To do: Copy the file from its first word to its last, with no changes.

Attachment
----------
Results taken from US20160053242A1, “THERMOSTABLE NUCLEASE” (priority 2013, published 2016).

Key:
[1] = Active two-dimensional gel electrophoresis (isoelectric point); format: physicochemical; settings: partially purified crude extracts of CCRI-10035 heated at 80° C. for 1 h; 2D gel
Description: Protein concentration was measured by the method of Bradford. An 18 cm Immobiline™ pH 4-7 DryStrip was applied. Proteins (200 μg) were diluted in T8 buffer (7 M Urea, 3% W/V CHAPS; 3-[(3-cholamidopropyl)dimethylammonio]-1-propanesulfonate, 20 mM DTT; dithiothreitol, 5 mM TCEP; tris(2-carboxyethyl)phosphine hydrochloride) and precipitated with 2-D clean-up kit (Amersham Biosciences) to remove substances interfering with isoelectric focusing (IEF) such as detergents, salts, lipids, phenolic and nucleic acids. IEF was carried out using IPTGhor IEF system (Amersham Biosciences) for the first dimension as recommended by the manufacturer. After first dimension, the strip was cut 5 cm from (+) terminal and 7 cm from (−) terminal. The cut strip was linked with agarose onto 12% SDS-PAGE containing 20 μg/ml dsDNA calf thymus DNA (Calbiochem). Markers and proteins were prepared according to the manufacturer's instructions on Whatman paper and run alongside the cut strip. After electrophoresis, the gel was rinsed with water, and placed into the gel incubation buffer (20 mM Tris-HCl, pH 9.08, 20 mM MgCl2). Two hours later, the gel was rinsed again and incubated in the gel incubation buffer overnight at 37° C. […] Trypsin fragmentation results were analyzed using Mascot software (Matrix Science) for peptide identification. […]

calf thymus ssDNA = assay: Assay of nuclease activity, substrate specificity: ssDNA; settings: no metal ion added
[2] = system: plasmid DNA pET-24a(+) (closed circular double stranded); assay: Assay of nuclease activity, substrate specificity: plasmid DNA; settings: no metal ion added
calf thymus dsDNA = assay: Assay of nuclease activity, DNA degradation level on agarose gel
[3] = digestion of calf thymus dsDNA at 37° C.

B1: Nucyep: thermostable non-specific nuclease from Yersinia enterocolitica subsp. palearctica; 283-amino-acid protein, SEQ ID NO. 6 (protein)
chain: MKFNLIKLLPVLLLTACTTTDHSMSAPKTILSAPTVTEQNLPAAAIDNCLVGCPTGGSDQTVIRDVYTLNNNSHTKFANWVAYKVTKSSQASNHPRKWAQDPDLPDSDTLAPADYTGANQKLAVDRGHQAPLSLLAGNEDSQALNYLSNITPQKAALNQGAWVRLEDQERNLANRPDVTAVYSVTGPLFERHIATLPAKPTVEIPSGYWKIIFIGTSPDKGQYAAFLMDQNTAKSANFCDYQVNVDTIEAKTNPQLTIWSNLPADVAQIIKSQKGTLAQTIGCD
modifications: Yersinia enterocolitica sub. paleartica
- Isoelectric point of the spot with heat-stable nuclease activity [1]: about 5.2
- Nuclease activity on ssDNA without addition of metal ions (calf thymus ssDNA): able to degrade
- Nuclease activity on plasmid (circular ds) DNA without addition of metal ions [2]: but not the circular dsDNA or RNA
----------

Results taken from US20160053242A1, “THERMOSTABLE NUCLEASE” (priority 2013, published 2016).

Key:
[1] = Active two-dimensional gel electrophoresis (isoelectric point); format: physicochemical; settings: partially purified crude extracts of CCRI-10035 heated at 80° C. for 1 h; 2D gel
Description: Protein concentration was measured by the method of Bradford. An 18 cm Immobiline™ pH 4-7 DryStrip was applied. Proteins (200 μg) were diluted in T8 buffer (7 M Urea, 3% W/V CHAPS; 3-[(3-cholamidopropyl)dimethylammonio]-1-propanesulfonate, 20 mM DTT; dithiothreitol, 5 mM TCEP; tris(2-carboxyethyl)phosphine hydrochloride) and precipitated with 2-D clean-up kit (Amersham Biosciences) to remove substances interfering with isoelectric focusing (IEF) such as detergents, salts, lipids, phenolic and nucleic acids. IEF was carried out using IPTGhor IEF system (Amersham Biosciences) for the first dimension as recommended by the manufacturer. After first dimension, the strip was cut 5 cm from (+) terminal and 7 cm from (−) terminal. The cut strip was linked with agarose onto 12% SDS-PAGE containing 20 μg/ml dsDNA calf thymus DNA (Calbiochem). Markers and proteins were prepared according to the manufacturer's instructions on Whatman paper and run alongside the cut strip. After electrophoresis, the gel was rinsed with water, and placed into the gel incubation buffer (20 mM Tris-HCl, pH 9.08, 20 mM MgCl2). Two hours later, the gel was rinsed again and incubated in the gel incubation buffer overnight at 37° C. […] Trypsin fragmentation results were analyzed using Mascot software (Matrix Science) for peptide identification. […]

calf thymus ssDNA = assay: Assay of nuclease activity, substrate specificity: ssDNA; settings: no metal ion added
[2] = system: plasmid DNA pET-24a(+) (closed circular double stranded); assay: Assay of nuclease activity, substrate specificity: plasmid DNA; settings: no metal ion added
calf thymus dsDNA = assay: Assay of nuclease activity, DNA degradation level on agarose gel
[3] = digestion of calf thymus dsDNA at 37° C.

B1: Nucyep: thermostable non-specific nuclease from Yersinia enterocolitica subsp. palearctica; 283-amino-acid protein, SEQ ID NO. 6 (protein)
chain: MKFNLIKLLPVLLLTACTTTDHSMSAPKTILSAPTVTEQNLPAAAIDNCLVGCPTGGSDQTVIRDVYTLNNNSHTKFANWVAYKVTKSSQASNHPRKWAQDPDLPDSDTLAPADYTGANQKLAVDRGHQAPLSLLAGNEDSQALNYLSNITPQKAALNQGAWVRLEDQERNLANRPDVTAVYSVTGPLFERHIATLPAKPTVEIPSGYWKIIFIGTSPDKGQYAAFLMDQNTAKSANFCDYQVNVDTIEAKTNPQLTIWSNLPADVAQIIKSQKGTLAQTIGCD
modifications: Yersinia enterocolitica sub. paleartica
- Isoelectric point of the spot with heat-stable nuclease activity [1]: about 5.2
- Nuclease activity on ssDNA without addition of metal ions (calf thymus ssDNA): able to degrade
- Nuclease activity on plasmid (circular ds) DNA without addition of metal ions [2]: but not the circular dsDNA or RNA